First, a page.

Microelectronic Materials Topics at Texas Materials Institute
A number of faculty in the Texas Materials Institute (TMI) are investigating the synthesis, processing, and characterization of materials for microelectronic applications. The types of materials are diverse covering elemental (Si and Si-Ge-C) and compound (GaAs, InP, GaN, and related alloys) semiconductors as well as metals, silicides, and high-k dielectrics which allow for novel solutions for a number of microelectronic needs. The important technologies for these materials include integrated circuits, novel material and device structures, high-speed long-haul telecommunications, packaging and interconnects, and micromachined sensors. Specific areas of focus include:
Faculty within the Texas Materials Institute and affiliated departments use a number of techniques to create these materials. The techniques include remote plasma enhanced chemical vapor deposition (RPECVD) of Si and Si1-x-yGexCy; molecular beam epitaxy (MBE) and metalorganic chemical vapor deposition (MOCVD) for III-V semiconductors and their heterostructures; CVD or barrier oxides materials; and laser ablation of nanoparticle materials. In addition to this work, fundamental studies in chemical and surface reactions and novel source precursors help to better understand the synthesis process.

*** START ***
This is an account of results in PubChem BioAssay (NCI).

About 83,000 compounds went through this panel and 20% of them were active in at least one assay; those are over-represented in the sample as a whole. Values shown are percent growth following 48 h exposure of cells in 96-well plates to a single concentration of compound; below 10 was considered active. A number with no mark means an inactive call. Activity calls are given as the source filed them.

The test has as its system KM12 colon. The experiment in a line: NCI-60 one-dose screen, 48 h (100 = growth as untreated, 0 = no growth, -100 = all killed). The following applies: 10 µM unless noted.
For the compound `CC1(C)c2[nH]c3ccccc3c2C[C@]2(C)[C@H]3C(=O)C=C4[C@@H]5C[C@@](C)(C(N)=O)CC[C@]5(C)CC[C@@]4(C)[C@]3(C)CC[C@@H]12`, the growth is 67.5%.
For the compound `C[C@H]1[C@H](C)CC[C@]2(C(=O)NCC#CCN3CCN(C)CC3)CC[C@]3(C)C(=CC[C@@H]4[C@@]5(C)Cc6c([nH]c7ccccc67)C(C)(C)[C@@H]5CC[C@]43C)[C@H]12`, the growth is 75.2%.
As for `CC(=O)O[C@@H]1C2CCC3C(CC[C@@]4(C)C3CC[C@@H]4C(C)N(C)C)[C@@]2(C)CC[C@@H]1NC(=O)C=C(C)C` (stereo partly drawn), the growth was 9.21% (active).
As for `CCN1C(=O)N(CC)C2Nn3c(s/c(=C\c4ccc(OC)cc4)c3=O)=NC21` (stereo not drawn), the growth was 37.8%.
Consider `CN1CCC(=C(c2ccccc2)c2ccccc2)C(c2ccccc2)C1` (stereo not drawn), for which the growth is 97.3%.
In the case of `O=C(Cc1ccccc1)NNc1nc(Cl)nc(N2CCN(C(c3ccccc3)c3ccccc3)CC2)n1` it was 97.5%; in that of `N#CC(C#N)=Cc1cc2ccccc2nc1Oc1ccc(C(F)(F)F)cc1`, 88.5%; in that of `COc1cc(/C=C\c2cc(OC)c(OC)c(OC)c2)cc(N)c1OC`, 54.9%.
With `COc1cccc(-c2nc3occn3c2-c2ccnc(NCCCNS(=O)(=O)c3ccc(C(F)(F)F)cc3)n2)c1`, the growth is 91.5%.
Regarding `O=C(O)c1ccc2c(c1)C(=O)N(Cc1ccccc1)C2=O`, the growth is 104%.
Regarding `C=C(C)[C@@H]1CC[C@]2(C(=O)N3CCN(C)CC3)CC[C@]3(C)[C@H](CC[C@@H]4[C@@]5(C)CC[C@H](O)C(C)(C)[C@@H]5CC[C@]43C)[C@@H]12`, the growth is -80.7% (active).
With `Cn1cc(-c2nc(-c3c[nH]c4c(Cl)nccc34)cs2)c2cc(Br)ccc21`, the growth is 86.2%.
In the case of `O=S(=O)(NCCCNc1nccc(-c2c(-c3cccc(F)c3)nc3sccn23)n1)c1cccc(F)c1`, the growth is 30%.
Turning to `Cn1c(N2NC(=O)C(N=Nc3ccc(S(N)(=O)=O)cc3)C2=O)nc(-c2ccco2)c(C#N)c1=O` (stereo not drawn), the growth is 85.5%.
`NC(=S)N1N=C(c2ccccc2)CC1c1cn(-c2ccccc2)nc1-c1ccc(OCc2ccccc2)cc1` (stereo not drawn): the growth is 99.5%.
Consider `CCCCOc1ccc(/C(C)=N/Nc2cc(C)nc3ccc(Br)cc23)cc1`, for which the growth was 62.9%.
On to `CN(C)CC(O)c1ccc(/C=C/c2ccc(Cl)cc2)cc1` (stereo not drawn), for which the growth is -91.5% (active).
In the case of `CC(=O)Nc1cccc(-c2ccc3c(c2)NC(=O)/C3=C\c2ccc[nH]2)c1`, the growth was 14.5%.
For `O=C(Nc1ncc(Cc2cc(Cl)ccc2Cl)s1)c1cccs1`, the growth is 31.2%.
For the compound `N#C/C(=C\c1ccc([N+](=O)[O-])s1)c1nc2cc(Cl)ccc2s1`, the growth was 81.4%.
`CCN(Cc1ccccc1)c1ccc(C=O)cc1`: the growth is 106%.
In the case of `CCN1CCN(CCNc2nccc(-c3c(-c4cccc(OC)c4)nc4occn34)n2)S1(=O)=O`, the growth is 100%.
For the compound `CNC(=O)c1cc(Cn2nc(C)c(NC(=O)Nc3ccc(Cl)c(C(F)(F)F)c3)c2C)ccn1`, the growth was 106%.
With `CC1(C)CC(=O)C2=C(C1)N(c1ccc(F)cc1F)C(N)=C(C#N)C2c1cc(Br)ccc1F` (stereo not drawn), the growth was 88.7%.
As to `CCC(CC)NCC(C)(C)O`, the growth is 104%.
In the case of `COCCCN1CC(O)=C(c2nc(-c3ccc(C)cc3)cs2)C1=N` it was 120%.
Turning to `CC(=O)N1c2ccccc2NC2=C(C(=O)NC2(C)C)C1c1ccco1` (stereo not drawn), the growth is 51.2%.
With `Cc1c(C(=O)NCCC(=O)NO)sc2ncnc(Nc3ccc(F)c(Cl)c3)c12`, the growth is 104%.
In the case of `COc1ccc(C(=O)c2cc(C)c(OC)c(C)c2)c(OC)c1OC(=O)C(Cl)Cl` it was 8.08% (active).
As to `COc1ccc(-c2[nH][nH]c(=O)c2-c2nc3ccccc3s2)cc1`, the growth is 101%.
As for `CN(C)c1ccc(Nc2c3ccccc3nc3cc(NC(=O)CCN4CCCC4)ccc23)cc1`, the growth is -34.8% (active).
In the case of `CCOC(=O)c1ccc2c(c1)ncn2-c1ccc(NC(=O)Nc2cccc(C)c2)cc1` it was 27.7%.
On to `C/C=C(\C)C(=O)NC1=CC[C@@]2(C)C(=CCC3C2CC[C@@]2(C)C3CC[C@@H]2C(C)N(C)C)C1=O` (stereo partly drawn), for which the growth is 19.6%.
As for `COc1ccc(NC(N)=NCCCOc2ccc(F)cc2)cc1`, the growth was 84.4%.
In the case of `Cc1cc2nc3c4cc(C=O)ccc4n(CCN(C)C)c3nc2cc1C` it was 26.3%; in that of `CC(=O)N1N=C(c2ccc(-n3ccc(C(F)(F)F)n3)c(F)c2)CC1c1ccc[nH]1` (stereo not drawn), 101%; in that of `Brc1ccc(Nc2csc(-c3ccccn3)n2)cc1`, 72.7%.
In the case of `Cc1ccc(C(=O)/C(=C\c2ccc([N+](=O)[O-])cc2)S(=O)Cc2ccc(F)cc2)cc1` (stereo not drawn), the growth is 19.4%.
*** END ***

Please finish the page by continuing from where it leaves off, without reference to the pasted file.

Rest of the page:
An important aspect of any materials work is to ensure the quality of the synthesized materials. Within TMI, capability exists for a variety of structural (TEM, SEM, XRD, STM), optical (PL, Raman, and m-PL), electron (XPS, LEED, RHEED) and chemical (SIMS) spectroscopy measurements. In addition, an effort at TMI is focused on studying the breakdown and fatigue mechanisms of microelectronic materials to improve their performance and reliability.
Work in the processing area focusses on putting microelectronic materials into a useful form for applications. Research areas include novel materials for integrated circuit formation, rapid thermal processing for high-k dielectrics, formation of shallow junctions for reduced transistor size, and direct wafer bonding for the formation of compliant universal substrates.
Microelectronic materials studied within TMI are used in a number of applications which include vertical-cavity surface-emitting lasers and avalanche photodetectors using III-V semiconductors; transistors in Si and Si1-x-yGexCy and GaN; guided-wave optics; micromachined sensors; 3D integrated circuits; and various device and processing modeling.